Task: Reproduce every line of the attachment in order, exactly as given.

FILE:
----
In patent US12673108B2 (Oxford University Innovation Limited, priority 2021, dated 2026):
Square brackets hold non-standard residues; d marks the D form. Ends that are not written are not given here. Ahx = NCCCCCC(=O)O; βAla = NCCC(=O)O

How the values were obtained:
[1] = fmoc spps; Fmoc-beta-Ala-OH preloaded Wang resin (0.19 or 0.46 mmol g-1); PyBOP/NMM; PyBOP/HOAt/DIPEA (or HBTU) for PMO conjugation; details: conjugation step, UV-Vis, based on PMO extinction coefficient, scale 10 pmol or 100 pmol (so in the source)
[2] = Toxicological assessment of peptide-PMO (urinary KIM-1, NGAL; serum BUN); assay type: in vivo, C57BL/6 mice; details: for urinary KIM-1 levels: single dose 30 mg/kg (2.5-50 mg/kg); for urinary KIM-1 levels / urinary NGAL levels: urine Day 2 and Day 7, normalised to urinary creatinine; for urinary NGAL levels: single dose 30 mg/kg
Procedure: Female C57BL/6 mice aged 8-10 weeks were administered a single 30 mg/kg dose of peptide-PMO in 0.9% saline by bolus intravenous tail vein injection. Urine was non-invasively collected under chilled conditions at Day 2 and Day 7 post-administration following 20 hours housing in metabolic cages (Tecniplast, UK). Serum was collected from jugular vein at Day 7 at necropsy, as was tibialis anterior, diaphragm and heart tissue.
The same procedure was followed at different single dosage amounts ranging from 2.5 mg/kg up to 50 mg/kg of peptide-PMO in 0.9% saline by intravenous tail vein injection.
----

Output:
In patent US12673108B2 (Oxford University Innovation Limited, priority 2021, dated 2026):
Square brackets hold non-standard residues; d marks the D form. Ends that are not written are not given here. Ahx = NCCCCCC(=O)O; βAla = NCCC(=O)O

How the values were obtained:
[1] = fmoc spps; Fmoc-beta-Ala-OH preloaded Wang resin (0.19 or 0.46 mmol g-1); PyBOP/NMM; PyBOP/HOAt/DIPEA (or HBTU) for PMO conjugation; details: conjugation step, UV-Vis, based on PMO extinction coefficient, scale 10 pmol or 100 pmol (so in the source)
[2] = Toxicological assessment of peptide-PMO (urinary KIM-1, NGAL; serum BUN); assay type: in vivo, C57BL/6 mice; details: for urinary KIM-1 levels: single dose 30 mg/kg (2.5-50 mg/kg); for urinary KIM-1 levels / urinary NGAL levels: urine Day 2 and Day 7, normalised to urinary creatinine; for urinary NGAL levels: single dose 30 mg/kg
Procedure: Female C57BL/6 mice aged 8-10 weeks were administered a single 30 mg/kg dose of peptide-PMO in 0.9% saline by bolus intravenous tail vein injection. Urine was non-invasively collected under chilled conditions at Day 2 and Day 7 post-administration following 20 hours housing in metabolic cages (Tecniplast, UK). Serum was collected from jugular vein at Day 7 at necropsy, as was tibialis anterior, diaphragm and heart tissue.
The same procedure was followed at different single dosage amounts ranging from 2.5 mg/kg up to 50 mg/kg of peptide-PMO in 0.9% saline by intravenous tail vein injection.